A Study of the Legal Implications of Time Dilation in Accordance with Einstein’s Theory of Special Relativity

Alexander Simmonds (Lead / Corresponding author)

Research output: Contribution to journalArticlepeer-review


Albert Einstein’s theory of special relativity dictates that, as an object travels close to the speed of light, it experiences time at a slower rate than an inert observer. This is often illustrated with reference to the thought experiment, known as the ‘twin paradox’, where one twin on Earth ages at a faster rate relative to their twin who is travelling close to the speed of light. The phenomenon, known as ‘time dilation’, is also observable with respect to gravitational fields. Essentially, the closer a given subject is moving relative to the speed of light or, in the case of strong gravitational fields, the nearer the subject is to the source, the slower they will experience time relative to an inert observer. This article seeks to explore the theoretical impact of this phenomenon on a range of legal issues. For example, could astronauts on a voyage that incurs significant time dilation be bound by an Earthly statute which, by their frame of reference, has been enacted in the future? Would a contractual term guaranteeing the durability of a spacecraft part for a number of years be assessed on the basis of Earth years or years within the frame of reference of the component itself? Would custodial sentences—or detention of any kind—within the vicinity of a supermassive black hole be classified as ‘inhuman or degrading treatment’ under article 3 of the European Convention on Human Rights because of the potential impact that the time discrepancy would have? To answer these questions, this article examines two matters: first, the legal implications of time dilation across a range of legal areas; and second, whether or not a singular legal framework would provide a significant counterbalance to this phenomenon. Since the time dilation effect is very real, the implications for the operation of law are too. As will be shown, these implications are both practical and, in some cases, as with contract law, doctrinal too in nature. It will ultimately be concluded that time dilation has the potential in theory to disrupt many, if not all, aspects of how the law operates. This article concludes that a unified legal approach to this problem would be difficult and that the most appropriate solution would involve, inter alia, the enactment of instruments so as to enable courts to determine the correct forum conveniens temporis.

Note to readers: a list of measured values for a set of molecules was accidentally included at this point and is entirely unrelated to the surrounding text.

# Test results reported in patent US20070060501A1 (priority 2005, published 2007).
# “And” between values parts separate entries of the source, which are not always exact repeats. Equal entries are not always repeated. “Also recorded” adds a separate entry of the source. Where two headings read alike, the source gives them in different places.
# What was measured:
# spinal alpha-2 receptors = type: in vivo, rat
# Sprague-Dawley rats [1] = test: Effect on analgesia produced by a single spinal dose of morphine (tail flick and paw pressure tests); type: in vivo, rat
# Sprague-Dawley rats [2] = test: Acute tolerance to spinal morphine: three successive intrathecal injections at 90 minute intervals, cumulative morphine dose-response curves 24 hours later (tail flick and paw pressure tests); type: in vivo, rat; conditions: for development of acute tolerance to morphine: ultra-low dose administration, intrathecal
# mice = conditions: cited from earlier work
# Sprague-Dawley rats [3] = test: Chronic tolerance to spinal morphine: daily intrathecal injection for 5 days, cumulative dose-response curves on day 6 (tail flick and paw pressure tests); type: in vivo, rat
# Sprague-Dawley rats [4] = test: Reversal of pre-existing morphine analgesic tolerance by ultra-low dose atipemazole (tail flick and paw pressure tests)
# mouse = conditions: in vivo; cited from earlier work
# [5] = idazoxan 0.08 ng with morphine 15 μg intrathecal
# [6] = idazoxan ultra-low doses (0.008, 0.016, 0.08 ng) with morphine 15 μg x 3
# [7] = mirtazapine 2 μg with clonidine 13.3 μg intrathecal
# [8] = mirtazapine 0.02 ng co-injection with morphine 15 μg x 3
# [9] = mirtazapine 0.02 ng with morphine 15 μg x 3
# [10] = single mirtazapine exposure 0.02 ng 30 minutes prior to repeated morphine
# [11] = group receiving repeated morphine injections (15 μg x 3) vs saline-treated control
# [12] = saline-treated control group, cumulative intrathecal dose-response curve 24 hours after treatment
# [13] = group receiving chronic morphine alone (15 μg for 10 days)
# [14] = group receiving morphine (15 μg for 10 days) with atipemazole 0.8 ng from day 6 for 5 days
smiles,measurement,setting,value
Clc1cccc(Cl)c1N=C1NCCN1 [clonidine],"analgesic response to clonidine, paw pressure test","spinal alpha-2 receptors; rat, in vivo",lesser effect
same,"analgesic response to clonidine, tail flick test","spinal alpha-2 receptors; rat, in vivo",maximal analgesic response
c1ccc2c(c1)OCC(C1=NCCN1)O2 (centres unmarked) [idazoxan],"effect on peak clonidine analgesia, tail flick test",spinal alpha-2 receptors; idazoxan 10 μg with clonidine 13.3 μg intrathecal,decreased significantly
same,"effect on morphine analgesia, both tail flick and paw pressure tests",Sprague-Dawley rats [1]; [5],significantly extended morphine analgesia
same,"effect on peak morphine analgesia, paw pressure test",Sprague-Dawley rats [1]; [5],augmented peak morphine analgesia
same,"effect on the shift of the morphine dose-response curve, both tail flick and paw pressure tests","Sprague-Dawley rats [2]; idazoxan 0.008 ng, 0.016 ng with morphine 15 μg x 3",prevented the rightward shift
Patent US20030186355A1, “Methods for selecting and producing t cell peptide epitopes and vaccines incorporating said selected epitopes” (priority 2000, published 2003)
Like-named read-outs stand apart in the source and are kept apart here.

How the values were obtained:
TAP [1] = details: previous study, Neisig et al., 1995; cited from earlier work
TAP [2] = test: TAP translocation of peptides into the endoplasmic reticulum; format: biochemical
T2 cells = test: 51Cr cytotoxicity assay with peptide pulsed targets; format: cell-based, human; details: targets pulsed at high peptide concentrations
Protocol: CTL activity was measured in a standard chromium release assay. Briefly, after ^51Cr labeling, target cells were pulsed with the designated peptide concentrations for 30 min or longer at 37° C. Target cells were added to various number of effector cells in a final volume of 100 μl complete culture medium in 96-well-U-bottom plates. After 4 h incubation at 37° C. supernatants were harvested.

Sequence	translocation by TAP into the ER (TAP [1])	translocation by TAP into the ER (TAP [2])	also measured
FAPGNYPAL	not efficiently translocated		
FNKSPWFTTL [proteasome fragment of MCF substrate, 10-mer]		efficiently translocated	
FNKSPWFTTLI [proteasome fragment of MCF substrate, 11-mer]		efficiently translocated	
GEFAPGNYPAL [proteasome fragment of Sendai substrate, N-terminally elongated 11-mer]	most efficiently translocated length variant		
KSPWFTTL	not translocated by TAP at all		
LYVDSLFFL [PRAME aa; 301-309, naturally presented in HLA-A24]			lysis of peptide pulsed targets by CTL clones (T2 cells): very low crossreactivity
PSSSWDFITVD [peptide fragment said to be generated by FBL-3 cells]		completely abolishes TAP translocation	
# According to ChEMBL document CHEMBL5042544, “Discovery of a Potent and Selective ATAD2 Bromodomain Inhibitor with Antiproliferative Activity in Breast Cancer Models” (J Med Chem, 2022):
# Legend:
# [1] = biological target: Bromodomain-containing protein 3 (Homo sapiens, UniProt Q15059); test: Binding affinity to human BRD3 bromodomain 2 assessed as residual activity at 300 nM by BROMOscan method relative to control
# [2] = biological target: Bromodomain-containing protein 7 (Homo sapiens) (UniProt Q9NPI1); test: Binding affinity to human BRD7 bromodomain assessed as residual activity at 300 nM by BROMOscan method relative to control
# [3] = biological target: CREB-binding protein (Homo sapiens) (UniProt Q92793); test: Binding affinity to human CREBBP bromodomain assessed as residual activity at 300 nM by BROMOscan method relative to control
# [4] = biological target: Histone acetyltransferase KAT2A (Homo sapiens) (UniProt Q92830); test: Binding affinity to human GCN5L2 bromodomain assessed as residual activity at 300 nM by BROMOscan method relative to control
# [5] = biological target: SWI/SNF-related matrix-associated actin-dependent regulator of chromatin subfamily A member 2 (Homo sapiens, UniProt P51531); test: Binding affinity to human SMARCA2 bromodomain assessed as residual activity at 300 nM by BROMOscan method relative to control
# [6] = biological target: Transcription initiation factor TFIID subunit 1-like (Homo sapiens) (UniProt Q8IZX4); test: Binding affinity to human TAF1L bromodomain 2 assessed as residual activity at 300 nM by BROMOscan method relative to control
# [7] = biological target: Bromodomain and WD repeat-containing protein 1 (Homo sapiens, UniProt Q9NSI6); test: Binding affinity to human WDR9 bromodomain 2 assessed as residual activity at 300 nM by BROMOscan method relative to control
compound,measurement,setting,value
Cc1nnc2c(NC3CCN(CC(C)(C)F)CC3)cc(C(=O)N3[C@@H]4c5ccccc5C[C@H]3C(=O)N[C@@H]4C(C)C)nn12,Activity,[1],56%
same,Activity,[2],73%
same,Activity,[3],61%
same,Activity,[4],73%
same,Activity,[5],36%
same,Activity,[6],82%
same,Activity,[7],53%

Original languageEnglish
Pages (from-to)1-27
Number of pages27
JournalCambridge Law Review
Issue number1
Publication statusPublished - 2024


  • space law
  • computation of time
  • special relativity
  • space exploration
  • speed of light


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